PORTSMOUTH, Va (WAVY ) — Riding a bike against the wind, you’ve got to pedal hard and push yourself. That’s what Matt Diggs did Tuesday afternoon in Portsmouth while training to ride 100 miles in the American Diabetes Association Tour de Cure.
“It becomes a mental game for me — after mile 50 it really becomes kind of a mental game,” he said.
Diagnosed with type 1 diabetes at age 14, Diggs is riding to raise awareness.
“Because the other misconception about diabetes is that it’s older, overweight people that get diabetes, but there’s actually thousands of kids out there that get diagnosed with diabetes,” he told WAVY.
He wants to show them that with proper care, you can not only live, but thrive, with the disease.
Diabetes Nurse Practitioner Dana Stallings told WAVY the number one thing is lifestyle habits. A good diet and exercise routine are vital to controlling blood sugar. However, with longer and more strenuous workouts like the ones Diggs is doing, blood sugar can be tricky to control.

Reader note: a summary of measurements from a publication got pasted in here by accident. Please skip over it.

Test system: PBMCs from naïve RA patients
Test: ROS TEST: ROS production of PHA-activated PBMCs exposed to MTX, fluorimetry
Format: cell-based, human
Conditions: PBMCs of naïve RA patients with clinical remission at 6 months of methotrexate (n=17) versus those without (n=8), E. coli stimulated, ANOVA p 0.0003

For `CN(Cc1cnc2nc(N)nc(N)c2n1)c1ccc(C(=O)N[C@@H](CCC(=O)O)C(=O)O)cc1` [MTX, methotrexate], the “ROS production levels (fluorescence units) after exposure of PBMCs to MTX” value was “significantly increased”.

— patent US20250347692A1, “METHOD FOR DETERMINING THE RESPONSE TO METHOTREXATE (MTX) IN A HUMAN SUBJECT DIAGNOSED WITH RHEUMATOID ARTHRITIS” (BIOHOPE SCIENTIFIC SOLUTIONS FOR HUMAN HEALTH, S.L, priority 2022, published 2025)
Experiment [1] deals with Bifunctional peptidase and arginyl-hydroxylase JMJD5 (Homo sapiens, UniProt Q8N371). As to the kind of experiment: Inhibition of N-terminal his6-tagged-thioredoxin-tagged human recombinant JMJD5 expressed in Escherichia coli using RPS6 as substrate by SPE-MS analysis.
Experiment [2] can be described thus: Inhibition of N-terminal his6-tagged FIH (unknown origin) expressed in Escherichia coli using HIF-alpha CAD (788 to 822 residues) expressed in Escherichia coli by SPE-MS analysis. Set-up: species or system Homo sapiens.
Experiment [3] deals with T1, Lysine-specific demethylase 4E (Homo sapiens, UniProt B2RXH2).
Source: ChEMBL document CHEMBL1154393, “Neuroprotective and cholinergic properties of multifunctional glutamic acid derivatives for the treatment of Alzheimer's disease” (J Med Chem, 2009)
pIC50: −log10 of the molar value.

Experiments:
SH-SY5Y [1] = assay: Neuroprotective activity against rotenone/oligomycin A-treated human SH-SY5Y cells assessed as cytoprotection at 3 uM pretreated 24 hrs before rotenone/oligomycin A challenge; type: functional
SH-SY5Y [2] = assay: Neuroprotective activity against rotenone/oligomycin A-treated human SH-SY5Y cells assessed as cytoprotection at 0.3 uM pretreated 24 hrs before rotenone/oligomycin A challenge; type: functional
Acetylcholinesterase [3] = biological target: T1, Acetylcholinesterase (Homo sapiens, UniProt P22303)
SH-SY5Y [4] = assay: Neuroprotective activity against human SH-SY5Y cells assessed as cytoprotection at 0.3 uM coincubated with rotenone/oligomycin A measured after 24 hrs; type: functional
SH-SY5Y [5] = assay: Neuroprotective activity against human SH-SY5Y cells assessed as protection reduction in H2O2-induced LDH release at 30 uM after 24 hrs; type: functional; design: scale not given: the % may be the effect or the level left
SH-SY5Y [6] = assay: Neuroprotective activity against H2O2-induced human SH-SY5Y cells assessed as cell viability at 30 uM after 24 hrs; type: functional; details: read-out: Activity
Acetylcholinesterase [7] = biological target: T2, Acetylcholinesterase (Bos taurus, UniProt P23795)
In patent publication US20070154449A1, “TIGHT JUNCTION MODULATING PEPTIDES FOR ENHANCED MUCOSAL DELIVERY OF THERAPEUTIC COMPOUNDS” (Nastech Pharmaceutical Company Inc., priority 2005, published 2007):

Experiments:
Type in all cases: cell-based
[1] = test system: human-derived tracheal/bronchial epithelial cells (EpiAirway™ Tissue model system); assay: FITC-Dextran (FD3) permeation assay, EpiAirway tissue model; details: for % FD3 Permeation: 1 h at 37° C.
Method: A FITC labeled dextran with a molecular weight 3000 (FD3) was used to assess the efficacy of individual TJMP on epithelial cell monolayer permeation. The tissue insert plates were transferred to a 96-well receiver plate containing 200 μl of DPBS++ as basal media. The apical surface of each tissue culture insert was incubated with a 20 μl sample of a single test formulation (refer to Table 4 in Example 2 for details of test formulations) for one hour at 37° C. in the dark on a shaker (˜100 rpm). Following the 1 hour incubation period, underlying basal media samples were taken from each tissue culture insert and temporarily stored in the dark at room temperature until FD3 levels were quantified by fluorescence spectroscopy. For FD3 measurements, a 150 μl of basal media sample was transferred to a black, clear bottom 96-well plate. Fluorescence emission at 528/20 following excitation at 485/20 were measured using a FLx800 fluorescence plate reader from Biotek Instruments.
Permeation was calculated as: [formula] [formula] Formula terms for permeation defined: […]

“If you have a low blood sugar, it is putting extra stress and strain on your organs, so your organs are having to work harder to keep you alive, keep you functioning,” Stallings said.
Diggs wears a continuous glucose monitoring system to keep close tabs on his sugar levels.
“If it does go too low during the ride then I have snacks on me,” he said.
The new technology was made possible in part by research funded by the ADA. It makes life easier for Diggs and millions of others.
That’s one more reason he’s riding — to fund more research for a cure down the road.
The WAVY Warriors will be riding in the Tour de Cure on April 30 in Smithfield. There are rides for all levels, from 10 to 100 miles.
To join us on the ride or to donate, click here.